Cerebral palsy is the general term for a number of neurological conditions that affect movement and co-ordination.
Neurological conditions are caused by problems in the brain and nervous system.
Specifically, cerebral palsy is caused by a problem in the parts of the brain responsible for controlling muscles. The condition can occur if the brain develops abnormally or is damaged before, during or shortly after birth.
Causes of cerebral palsy include:
- an infection caught by the mother during pregnancy
- a difficult or premature birth
- bleeding in the baby’s brain
- changes (mutations) in the genes that affect the brain’s development
Read more about the causes of cerebral palsy.
Symptoms of cerebral palsy
The symptoms of cerebral palsy normally become apparent during the first three years of a child’s life.
The main symptoms are:
- muscle stiffness or floppiness (hypotonia)
- muscle weakness
- random and uncontrolled body movements
- balance and co-ordination problems
These symptoms can affect different areas of the body and vary in severity from person to person. Some people only have minor problems, whereas others are severely disabled.
Many people with cerebral palsy also have a number of associated problems, including:
- repeated fits or seizures
- drooling problems and swallowing difficulties (dysphagia)
Some people with the condition may have communication and learning difficulties, although intelligence is often unaffected.
Read more about the symptoms of cerebral palsy.
When to seek medical advice
A child with cerebral palsy may be slower in achieving important developmental goals, such as learning to crawl, walk or speak.
You should see your GP if you’re concerned about your child’s development. If necessary, they can refer you to a paediatrician (a doctor who specialises in the treatment of children), who can identify any problems.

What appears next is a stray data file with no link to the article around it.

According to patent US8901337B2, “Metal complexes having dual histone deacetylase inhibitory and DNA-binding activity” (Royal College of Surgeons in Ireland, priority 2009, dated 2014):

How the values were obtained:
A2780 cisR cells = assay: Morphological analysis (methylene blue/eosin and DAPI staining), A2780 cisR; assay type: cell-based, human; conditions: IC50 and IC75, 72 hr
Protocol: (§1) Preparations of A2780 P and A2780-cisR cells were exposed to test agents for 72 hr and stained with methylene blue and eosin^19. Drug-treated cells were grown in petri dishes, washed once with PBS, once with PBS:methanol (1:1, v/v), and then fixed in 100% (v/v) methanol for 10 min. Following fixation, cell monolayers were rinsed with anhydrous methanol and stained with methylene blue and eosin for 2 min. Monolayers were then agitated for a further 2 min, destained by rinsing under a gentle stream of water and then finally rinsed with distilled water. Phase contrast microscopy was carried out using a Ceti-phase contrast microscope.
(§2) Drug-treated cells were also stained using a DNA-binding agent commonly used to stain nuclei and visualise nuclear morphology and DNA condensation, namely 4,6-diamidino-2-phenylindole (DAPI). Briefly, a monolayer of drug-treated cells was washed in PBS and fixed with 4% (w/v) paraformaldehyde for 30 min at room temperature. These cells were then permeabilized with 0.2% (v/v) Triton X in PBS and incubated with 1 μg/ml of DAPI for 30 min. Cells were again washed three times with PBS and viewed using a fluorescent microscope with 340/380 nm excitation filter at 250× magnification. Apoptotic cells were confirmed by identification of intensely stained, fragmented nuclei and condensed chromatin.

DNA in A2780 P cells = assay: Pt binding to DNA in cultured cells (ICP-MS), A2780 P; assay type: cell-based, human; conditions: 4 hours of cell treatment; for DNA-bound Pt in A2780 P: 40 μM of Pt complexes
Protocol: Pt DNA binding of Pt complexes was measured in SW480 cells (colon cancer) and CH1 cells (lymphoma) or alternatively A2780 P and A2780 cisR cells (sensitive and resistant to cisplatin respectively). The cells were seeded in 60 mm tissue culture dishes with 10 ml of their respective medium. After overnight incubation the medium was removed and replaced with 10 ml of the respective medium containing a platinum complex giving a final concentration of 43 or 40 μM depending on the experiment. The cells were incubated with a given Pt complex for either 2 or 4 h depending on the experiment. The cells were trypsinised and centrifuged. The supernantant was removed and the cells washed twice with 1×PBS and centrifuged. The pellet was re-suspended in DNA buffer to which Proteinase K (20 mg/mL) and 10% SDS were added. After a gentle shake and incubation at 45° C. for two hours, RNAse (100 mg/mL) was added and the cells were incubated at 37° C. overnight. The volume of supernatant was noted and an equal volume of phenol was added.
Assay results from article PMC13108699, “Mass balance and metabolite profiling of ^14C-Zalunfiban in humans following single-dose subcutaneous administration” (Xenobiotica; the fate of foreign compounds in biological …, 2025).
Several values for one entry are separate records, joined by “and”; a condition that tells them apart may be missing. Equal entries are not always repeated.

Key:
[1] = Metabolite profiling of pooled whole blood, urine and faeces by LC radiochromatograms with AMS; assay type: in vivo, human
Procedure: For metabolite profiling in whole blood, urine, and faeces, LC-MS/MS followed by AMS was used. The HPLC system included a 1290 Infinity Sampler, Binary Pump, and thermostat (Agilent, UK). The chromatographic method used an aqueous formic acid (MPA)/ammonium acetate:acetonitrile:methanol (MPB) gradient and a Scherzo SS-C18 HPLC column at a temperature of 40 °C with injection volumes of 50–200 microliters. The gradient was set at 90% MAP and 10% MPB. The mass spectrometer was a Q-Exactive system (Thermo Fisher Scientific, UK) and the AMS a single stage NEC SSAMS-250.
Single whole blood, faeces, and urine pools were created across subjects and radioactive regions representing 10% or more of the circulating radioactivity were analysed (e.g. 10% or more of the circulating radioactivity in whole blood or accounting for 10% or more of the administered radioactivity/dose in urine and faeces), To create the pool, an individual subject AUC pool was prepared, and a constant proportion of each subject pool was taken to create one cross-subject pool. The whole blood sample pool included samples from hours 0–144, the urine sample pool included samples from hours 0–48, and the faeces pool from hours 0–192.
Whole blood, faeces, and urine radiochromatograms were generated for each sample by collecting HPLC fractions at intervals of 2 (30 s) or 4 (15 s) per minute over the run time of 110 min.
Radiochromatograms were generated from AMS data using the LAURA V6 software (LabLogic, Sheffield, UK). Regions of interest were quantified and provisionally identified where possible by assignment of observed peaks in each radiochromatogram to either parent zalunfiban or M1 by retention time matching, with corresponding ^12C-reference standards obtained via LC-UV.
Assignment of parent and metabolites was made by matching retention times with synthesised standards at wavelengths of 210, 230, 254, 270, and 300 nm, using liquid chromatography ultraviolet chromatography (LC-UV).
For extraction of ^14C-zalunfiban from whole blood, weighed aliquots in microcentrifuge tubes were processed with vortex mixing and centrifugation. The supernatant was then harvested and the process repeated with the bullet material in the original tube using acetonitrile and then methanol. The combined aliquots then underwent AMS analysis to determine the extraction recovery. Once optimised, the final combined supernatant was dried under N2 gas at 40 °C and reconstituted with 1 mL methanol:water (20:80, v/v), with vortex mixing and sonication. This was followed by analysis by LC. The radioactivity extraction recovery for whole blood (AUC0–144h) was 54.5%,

Read more about diagnosing cerebral palsy.
How cerebral palsy is treated
There’s no cure for cerebral palsy. However, there are numerous treatments available, which can treat many of its symptoms and help people with the condition to be as independent as possible.
These treatments include:
In some cases, surgery may also be needed.
Read more about treating cerebral palsy.
Cerebral palsy isn’t a progressive condition. This means the original problem in the brain doesn’t get worse with age, and life expectancy is usually unaffected.
However, the physical and emotional strain of living with a long-term condition such as cerebral palsy can put a great deal of stress on the body, which can cause further problems in later life.
Read more about the complications of cerebral palsy.
Information about your child
If your child has cerebral palsy, your clinical team will pass information about him or her on to the National Congenital Anomaly and Rare Diseases Registration Service (NCARDRS).
This helps scientists look for better ways to prevent and treat this condition. You can opt out of the register at any time.
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- Published Date
- 2016-11-28 08:35:49Z
- Last Review Date
- 2016-03-15 00:00:00Z
- Next Review Date
- 2019-03-01 00:00:00Z
- Cerebral palsy